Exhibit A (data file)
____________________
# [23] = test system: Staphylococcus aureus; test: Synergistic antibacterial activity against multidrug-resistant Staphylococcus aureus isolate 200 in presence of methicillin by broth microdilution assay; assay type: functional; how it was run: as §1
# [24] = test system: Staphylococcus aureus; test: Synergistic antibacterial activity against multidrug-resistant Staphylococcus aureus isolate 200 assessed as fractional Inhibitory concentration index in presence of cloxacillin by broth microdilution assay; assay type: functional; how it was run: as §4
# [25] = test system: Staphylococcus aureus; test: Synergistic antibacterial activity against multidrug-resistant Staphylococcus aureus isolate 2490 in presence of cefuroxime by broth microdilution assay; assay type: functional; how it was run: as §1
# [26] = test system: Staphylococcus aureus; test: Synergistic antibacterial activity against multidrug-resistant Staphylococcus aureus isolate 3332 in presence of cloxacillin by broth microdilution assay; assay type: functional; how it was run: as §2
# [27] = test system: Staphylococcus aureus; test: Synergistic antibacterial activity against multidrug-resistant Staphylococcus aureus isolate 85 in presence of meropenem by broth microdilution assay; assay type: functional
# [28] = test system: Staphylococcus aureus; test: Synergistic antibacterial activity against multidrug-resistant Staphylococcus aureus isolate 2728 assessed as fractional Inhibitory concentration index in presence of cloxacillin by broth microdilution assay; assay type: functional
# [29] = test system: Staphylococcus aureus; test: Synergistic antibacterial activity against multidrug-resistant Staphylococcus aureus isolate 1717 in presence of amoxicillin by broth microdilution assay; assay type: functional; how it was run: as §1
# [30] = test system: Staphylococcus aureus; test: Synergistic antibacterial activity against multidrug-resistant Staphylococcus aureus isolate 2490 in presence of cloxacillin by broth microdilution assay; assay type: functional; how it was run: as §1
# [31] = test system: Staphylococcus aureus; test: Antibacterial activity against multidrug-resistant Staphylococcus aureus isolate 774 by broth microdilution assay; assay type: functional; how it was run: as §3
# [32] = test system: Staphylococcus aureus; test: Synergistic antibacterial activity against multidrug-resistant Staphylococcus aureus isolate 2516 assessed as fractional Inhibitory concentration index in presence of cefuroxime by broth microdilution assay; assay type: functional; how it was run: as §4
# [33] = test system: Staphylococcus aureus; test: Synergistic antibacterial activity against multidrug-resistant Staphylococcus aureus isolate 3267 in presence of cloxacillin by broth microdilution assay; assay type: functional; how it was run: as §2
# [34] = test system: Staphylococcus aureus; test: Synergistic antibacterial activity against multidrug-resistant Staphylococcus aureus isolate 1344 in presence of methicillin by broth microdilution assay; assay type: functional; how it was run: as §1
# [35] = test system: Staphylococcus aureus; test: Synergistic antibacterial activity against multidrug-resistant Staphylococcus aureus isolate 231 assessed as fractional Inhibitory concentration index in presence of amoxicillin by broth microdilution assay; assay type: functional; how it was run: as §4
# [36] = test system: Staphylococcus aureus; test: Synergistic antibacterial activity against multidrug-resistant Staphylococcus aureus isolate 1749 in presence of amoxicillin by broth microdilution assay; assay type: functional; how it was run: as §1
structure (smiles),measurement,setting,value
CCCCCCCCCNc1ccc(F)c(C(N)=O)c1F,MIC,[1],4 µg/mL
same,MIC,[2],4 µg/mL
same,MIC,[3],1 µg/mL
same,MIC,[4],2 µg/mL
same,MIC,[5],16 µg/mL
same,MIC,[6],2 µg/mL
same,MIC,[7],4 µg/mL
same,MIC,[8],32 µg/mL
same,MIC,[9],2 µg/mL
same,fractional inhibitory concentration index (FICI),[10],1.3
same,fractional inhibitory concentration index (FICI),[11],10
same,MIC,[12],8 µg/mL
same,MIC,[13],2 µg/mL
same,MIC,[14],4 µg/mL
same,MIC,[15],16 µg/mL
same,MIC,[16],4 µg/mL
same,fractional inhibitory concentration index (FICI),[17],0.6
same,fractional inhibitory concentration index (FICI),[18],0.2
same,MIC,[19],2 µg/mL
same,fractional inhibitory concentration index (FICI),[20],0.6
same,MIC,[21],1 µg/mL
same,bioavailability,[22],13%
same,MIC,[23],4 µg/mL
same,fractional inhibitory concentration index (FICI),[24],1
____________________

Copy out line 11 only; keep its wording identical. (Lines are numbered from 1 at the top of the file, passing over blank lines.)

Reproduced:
# [33] = test system: Staphylococcus aureus; test: Synergistic antibacterial activity against multidrug-resistant Staphylococcus aureus isolate 3267 in presence of cloxacillin by broth microdilution assay; assay type: functional; how it was run: as §2